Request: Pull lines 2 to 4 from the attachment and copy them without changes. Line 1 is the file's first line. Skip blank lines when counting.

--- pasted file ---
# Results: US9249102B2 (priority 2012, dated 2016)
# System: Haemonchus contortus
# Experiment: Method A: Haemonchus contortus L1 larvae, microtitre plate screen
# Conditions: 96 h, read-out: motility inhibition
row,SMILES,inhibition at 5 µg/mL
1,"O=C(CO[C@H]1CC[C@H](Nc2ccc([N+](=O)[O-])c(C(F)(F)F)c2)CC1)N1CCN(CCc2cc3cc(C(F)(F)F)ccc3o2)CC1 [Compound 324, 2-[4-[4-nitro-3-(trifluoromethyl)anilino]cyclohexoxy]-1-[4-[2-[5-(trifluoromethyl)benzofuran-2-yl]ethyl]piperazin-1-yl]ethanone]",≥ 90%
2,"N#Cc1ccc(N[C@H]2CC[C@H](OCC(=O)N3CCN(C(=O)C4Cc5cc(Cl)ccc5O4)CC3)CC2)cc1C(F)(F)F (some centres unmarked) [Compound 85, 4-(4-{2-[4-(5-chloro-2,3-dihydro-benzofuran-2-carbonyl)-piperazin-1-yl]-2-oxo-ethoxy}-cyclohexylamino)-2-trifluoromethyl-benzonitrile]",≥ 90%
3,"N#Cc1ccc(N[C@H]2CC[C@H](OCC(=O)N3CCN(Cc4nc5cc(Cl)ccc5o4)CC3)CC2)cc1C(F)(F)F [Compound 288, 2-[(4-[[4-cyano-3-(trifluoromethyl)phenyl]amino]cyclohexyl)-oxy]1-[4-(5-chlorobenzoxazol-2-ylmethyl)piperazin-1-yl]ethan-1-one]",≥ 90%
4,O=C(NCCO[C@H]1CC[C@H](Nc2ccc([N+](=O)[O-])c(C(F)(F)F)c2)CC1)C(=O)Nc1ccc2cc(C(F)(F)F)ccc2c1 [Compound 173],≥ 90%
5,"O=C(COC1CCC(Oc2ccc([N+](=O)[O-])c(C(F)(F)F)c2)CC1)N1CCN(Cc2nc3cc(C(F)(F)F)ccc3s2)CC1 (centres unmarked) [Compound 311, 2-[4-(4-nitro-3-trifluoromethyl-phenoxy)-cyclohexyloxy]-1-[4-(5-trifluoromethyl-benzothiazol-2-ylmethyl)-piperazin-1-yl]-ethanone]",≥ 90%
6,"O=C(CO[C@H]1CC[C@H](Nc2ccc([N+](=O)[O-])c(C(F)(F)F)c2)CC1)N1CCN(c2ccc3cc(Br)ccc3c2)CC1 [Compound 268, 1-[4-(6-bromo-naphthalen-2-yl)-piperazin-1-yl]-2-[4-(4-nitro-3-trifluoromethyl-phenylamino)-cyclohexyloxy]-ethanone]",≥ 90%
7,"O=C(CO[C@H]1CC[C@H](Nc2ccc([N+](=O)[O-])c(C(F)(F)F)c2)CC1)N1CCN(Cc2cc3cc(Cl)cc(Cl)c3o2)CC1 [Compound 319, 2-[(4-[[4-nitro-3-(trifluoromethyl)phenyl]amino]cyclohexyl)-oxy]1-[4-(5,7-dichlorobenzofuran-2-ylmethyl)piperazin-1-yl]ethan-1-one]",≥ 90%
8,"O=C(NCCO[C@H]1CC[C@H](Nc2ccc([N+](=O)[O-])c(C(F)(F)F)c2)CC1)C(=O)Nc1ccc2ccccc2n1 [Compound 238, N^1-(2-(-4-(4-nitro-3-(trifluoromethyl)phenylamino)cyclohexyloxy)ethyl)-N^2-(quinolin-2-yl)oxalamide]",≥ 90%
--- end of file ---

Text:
# System: Haemonchus contortus
# Experiment: Method A: Haemonchus contortus L1 larvae, microtitre plate screen
# Conditions: 96 h, read-out: motility inhibition